There is no prescribed ‘house’ style on the Fashion Folio, rather every student is encouraged to develop their own style and approach. Students are taught to find their own way of drawing, method of working, and to research the things that really interest them; this results in students developing a unique approach to Fashion Design and/or Communication that suits them.
Students are encouraged to apply for courses at a wide range of different institutions. Current students are applying for undergraduate and postgraduate courses in Fashion Design Womenswear, Menswear, Print, Knit, with Marketing, Fashion Communication, Textile Design and Fine Art at institutions including Kingston University, Westminster University, Central Saint Martins, London College of Fashion and the Royal Academy Antwerp.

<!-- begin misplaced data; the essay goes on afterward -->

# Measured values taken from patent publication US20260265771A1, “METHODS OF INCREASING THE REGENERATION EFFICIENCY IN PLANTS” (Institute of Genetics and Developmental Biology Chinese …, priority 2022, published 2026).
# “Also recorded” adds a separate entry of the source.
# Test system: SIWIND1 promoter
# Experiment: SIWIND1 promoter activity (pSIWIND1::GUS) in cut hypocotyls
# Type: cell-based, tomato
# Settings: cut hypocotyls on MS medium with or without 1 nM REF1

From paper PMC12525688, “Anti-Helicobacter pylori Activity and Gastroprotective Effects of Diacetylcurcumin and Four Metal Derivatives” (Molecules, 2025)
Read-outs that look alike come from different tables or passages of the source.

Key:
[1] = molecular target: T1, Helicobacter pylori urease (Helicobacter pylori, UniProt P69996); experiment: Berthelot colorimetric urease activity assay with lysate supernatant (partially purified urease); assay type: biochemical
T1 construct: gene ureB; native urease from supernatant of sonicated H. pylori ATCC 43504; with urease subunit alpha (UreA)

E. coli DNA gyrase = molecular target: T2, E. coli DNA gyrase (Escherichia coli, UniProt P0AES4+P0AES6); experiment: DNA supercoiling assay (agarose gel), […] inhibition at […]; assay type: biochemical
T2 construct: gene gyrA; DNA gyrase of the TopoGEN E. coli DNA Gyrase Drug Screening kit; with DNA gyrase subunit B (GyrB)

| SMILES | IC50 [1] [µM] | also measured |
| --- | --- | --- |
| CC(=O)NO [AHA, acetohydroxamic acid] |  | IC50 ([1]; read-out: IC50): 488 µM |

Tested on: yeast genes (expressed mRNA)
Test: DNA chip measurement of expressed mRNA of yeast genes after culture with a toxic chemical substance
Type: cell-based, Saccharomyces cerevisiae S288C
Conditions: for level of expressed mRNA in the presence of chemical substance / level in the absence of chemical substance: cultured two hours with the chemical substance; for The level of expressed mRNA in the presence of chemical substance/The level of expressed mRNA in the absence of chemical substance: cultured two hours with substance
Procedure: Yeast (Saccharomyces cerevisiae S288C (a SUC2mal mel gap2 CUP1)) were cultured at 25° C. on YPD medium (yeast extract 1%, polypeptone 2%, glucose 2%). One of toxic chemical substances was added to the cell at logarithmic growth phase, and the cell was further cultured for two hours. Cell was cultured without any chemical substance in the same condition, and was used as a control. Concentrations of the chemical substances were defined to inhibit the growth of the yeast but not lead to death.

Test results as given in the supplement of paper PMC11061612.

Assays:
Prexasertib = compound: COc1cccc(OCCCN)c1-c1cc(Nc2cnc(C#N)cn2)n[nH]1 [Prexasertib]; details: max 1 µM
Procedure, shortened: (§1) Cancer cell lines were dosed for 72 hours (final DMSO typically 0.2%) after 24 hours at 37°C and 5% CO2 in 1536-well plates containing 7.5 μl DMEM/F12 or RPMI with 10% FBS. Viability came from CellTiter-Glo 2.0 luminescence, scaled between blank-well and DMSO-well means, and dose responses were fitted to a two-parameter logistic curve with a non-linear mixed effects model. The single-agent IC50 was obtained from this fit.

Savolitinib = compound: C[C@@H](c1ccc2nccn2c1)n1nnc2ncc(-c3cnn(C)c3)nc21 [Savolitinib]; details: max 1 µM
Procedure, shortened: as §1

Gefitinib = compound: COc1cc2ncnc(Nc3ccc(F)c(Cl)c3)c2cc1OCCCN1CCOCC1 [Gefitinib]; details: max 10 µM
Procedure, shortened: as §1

The Fashion Folio is a highly intensive one-year Fashion Course designed to support you to develop your ‘best’ portfolio of work possible to apply directly to a BA, MA or Professional Practice. Last year 90% of Fashion Folio students who applied were offered a place at a top University.